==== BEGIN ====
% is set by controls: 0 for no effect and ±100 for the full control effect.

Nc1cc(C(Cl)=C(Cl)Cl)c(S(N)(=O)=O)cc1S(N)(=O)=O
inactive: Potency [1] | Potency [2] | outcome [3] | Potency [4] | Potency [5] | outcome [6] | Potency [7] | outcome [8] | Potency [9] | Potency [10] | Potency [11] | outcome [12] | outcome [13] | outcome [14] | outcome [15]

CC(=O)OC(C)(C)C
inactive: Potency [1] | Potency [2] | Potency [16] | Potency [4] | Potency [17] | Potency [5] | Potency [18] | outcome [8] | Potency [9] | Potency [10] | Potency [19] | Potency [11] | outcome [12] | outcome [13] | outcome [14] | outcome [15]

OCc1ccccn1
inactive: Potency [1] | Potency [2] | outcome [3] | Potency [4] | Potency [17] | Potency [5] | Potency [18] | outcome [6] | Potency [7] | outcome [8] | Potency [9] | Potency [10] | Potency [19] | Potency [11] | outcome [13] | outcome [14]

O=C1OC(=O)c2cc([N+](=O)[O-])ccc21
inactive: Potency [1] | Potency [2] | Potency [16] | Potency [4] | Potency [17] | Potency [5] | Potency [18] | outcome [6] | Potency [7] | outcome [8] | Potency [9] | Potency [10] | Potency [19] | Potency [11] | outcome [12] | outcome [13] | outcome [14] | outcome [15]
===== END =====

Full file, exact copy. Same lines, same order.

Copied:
% is set by controls: 0 for no effect and ±100 for the full control effect.

Nc1cc(C(Cl)=C(Cl)Cl)c(S(N)(=O)=O)cc1S(N)(=O)=O
inactive: Potency [1] | Potency [2] | outcome [3] | Potency [4] | Potency [5] | outcome [6] | Potency [7] | outcome [8] | Potency [9] | Potency [10] | Potency [11] | outcome [12] | outcome [13] | outcome [14] | outcome [15]

CC(=O)OC(C)(C)C
inactive: Potency [1] | Potency [2] | Potency [16] | Potency [4] | Potency [17] | Potency [5] | Potency [18] | outcome [8] | Potency [9] | Potency [10] | Potency [19] | Potency [11] | outcome [12] | outcome [13] | outcome [14] | outcome [15]

OCc1ccccn1
inactive: Potency [1] | Potency [2] | outcome [3] | Potency [4] | Potency [17] | Potency [5] | Potency [18] | outcome [6] | Potency [7] | outcome [8] | Potency [9] | Potency [10] | Potency [19] | Potency [11] | outcome [13] | outcome [14]

O=C1OC(=O)c2cc([N+](=O)[O-])ccc21
inactive: Potency [1] | Potency [2] | Potency [16] | Potency [4] | Potency [17] | Potency [5] | Potency [18] | outcome [6] | Potency [7] | outcome [8] | Potency [9] | Potency [10] | Potency [19] | Potency [11] | outcome [12] | outcome [13] | outcome [14] | outcome [15]